If you favor jumbo smartphones, your best choice in today’s market, in my opinion, is Apple’s 5.5-inch iPhone 6 Plus. Another popular, well-regarded option is Samsung’s Note 4, with its 5.7-inch screen.
But these beasts are expensive, especially when purchased without wireless carrier subsidies that tie you to a two-year contract. When purchased off-contract, as more and more Americans are doing, the iPhone 6 Plus will set you back $750, and the Samsung Note 4 is around $700.
This week, I’ve been using a new name-brand alternative that’s drastically less expensive. It’s the Asus ZenFone 2, from the Taiwan-based company known mainly for its reliable laptops and tablets.
The Android-based ZenFone 2 has a 5.5-inch screen, a 13-megapixel camera, 16 gigabytes of memory and plenty of other bells and whistles for just $199, without a contract. A higher-end model, with 64GB of memory and a faster processor, is $299, also off-contract.
To put that in perspective, the least you can pay up front for a new iPhone 6 Plus is $299 with a two-year contract and just 16GB of memory.
What’s the catch? Sure, the new Asus phone is a bargain, but is it any good?
The ZenFone 2 is not in the same class as your giant iPhone or your Samsung phablet. In my tests, it was a bit slower than the iPhone. It’s also made of plastic, while its competitors have aluminum casing or framing. But if you’re price-sensitive, the Asus ZenFone 2 actually gives you a lot for your money.
As to how Asus can afford to charge so little, the company isn’t saying. My guess is that it’s willing to make little or nothing on this model, since it’s the first real Asus smartphone to be sold in the U.S. (the company previously sold an odd combo phone and tablet). Also, the phone’s processor is made by Intel, instead of the more popular mobile processors from Qualcomm. I suspect that Intel, which has been struggling to catch up in mobile devices, may be helping Asus make the pricing work.
The ZenFone 2 isn’t available from any carriers or major physical stores. It’s only being sold online at a few sites, including Asus’s own Web store and Amazon.com.
If you do buy one, your options for cellular plans or SIM cards will be limited to AT&T, T-Mobile and a few others that use a network technology called GSM. The ZenFone 2 doesn’t work with Verizon or Sprint, which employ a different technology. (I did my tests using a T-Mobile SIM, and found that I got good voice-call quality and respectable data speeds around Washington, D.C.)
In most respects, the ZenFone 2 is a pretty standard Android phone running the latest version of the Google mobile operating system, Lollipop. Asus won’t promise that the phone will be upgradeable to the recently announced next version of Android, called “Android M,” due later this year.
It has a bright, vivid, high-resolution screen that I found fluid and sensitive. On the rear, the phone is curved to fit in the hand (unlike the iPhone 6 Plus). The back cover comes off to provide access to the SIM and memory-card slots.
In my tests, the phone handled every app I tried, and music sounded good with or without headphones.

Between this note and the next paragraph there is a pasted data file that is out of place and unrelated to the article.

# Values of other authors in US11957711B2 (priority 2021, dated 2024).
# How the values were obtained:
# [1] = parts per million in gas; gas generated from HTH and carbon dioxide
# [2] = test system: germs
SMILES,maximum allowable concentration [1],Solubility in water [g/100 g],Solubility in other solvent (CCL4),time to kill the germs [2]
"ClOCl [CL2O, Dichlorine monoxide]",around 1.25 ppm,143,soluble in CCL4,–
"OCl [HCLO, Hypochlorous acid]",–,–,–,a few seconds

The 13-megapixel camera has a complicated variety of features, including one called “beautification,” which is supposed to do what its name implies, but made little difference in my tests. Asus brags that the camera is superior in low light, but in my tests at dusk, shooting a flower arrangement in a dim room, I found that the iPhone 6 did a bit better. The same was true for sunlit shots of my garden outside. Still, the ZenFone 2 camera is fine, certainly for a $199 phone.
While I didn’t do a formal battery test, the phone lasted me a full day, after performing a variety of tasks.
The ZenFone 2 has a few interesting features.
First, it can accept two different SIM cards — something common outside the U.S., but rare here. This means you could have two different phone numbers in the same phone, and two different carriers. For instance, you might have one for work and one for personal use.
The ZenFone 2 allows you to choose which phone number is the default for voice calling. But there’s a limitation: Only one of the two SIM cards can be used for data.
The phone also has its volume control on the rear, beneath the camera, instead of on the side. Asus, which isn’t the only company with this design (LG does something similar), claims this is a more natural location. The rear button can also be used for other things, like snapping selfies. This button took some getting used to, and I’m still not sure I like it any better than a side-mounted controller.
Asus also built in easy ways of waking up the phone. For instance, from a blank screen, you can just double-tap, rather than pressing the power button. You can even get to specific apps from a blank screen by making letter-shaped gestures, like “C” for camera or “E” for email.
I had two big frustrations with the ZenFone 2. One was the plethora of preloaded software that comes with the phone. Some of this is from Asus, some from third parties. Among them are numerous apps that duplicate the standard Android functions, like an extra browser, calendar, contacts and photos app. Others are things like “50+ games,” which isn’t an age reference, the company says. This app contains a bunch of games like Hangman, many of them ad-supported. Ugh.
The second was the difficulty of removing the back cover to get to the SIM and memory-card slots. Granted, you only do this a few times in most cases, but both I and someone else I asked to try found it almost impossible to do this without a tool, which ended up scratching the plastic.
Still, the ZenFone 2’s remarkably low price, and its name brand, make this a smart choice for anyone looking for a good Android phone that won’t bust the budget.
This article originally appeared on Recode.net.